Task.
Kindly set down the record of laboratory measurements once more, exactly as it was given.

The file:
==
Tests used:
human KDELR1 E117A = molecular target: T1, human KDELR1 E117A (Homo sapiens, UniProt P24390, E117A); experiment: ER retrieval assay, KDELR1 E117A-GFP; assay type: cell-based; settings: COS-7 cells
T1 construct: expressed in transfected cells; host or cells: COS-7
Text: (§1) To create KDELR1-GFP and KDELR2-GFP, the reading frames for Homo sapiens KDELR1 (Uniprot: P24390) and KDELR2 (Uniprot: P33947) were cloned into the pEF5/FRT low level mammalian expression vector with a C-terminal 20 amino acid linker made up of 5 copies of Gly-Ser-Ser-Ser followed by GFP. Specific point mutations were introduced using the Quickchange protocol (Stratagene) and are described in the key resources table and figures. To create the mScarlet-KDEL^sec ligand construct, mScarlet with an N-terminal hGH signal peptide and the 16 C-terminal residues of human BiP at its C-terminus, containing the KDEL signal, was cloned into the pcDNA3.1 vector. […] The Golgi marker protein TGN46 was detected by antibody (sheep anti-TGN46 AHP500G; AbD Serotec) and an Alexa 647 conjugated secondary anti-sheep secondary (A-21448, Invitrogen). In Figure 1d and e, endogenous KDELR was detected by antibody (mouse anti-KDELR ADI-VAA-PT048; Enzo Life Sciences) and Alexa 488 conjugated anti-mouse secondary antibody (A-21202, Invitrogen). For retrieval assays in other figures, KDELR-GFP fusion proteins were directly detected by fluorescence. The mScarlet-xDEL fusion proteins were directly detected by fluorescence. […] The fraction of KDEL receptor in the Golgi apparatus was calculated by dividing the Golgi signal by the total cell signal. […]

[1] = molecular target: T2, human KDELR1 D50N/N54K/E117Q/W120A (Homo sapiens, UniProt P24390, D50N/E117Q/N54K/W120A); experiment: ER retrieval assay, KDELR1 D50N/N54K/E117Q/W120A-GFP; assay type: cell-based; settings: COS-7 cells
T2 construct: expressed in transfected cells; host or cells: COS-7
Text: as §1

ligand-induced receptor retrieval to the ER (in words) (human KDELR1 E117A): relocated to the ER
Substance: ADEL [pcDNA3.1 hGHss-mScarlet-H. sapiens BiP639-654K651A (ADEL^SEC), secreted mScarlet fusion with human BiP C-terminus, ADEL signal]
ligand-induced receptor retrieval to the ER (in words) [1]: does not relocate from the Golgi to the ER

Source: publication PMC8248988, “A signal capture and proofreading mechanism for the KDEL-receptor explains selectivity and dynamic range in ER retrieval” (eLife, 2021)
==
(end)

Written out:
Tests used:
human KDELR1 E117A = molecular target: T1, human KDELR1 E117A (Homo sapiens, UniProt P24390, E117A); experiment: ER retrieval assay, KDELR1 E117A-GFP; assay type: cell-based; settings: COS-7 cells
T1 construct: expressed in transfected cells; host or cells: COS-7
Text: (§1) To create KDELR1-GFP and KDELR2-GFP, the reading frames for Homo sapiens KDELR1 (Uniprot: P24390) and KDELR2 (Uniprot: P33947) were cloned into the pEF5/FRT low level mammalian expression vector with a C-terminal 20 amino acid linker made up of 5 copies of Gly-Ser-Ser-Ser followed by GFP. Specific point mutations were introduced using the Quickchange protocol (Stratagene) and are described in the key resources table and figures. To create the mScarlet-KDEL^sec ligand construct, mScarlet with an N-terminal hGH signal peptide and the 16 C-terminal residues of human BiP at its C-terminus, containing the KDEL signal, was cloned into the pcDNA3.1 vector. […] The Golgi marker protein TGN46 was detected by antibody (sheep anti-TGN46 AHP500G; AbD Serotec) and an Alexa 647 conjugated secondary anti-sheep secondary (A-21448, Invitrogen). In Figure 1d and e, endogenous KDELR was detected by antibody (mouse anti-KDELR ADI-VAA-PT048; Enzo Life Sciences) and Alexa 488 conjugated anti-mouse secondary antibody (A-21202, Invitrogen). For retrieval assays in other figures, KDELR-GFP fusion proteins were directly detected by fluorescence. The mScarlet-xDEL fusion proteins were directly detected by fluorescence. […] The fraction of KDEL receptor in the Golgi apparatus was calculated by dividing the Golgi signal by the total cell signal. […]

[1] = molecular target: T2, human KDELR1 D50N/N54K/E117Q/W120A (Homo sapiens, UniProt P24390, D50N/E117Q/N54K/W120A); experiment: ER retrieval assay, KDELR1 D50N/N54K/E117Q/W120A-GFP; assay type: cell-based; settings: COS-7 cells
T2 construct: expressed in transfected cells; host or cells: COS-7
Text: as §1

ligand-induced receptor retrieval to the ER (in words) (human KDELR1 E117A): relocated to the ER
Substance: ADEL [pcDNA3.1 hGHss-mScarlet-H. sapiens BiP639-654K651A (ADEL^SEC), secreted mScarlet fusion with human BiP C-terminus, ADEL signal]
ligand-induced receptor retrieval to the ER (in words) [1]: does not relocate from the Golgi to the ER

Source: publication PMC8248988, “A signal capture and proofreading mechanism for the KDEL-receptor explains selectivity and dynamic range in ER retrieval” (eLife, 2021)